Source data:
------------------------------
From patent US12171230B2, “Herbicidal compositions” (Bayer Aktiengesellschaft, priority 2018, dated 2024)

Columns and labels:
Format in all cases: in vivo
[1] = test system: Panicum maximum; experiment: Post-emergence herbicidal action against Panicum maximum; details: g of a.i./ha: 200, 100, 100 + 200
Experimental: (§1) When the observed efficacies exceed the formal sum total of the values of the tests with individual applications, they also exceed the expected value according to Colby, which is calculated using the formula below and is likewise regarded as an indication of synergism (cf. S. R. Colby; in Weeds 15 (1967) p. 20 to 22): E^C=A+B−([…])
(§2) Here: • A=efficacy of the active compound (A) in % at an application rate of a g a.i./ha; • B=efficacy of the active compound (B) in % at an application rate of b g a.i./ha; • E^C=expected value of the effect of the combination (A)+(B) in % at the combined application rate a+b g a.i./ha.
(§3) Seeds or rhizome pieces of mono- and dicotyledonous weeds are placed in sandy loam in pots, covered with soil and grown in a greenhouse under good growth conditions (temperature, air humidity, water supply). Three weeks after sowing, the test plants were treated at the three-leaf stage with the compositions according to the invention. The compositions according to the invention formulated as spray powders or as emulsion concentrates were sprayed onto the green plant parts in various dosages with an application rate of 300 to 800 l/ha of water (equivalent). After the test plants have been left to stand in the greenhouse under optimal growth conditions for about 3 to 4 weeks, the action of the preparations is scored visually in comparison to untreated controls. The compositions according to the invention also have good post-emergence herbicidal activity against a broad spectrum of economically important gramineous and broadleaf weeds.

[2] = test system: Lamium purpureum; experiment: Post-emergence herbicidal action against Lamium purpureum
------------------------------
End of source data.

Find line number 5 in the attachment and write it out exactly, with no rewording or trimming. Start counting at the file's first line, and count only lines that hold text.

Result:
Experimental: (§1) When the observed efficacies exceed the formal sum total of the values of the tests with individual applications, they also exceed the expected value according to Colby, which is calculated using the formula below and is likewise regarded as an indication of synergism (cf. S. R. Colby; in Weeds 15 (1967) p. 20 to 22): E^C=A+B−([…])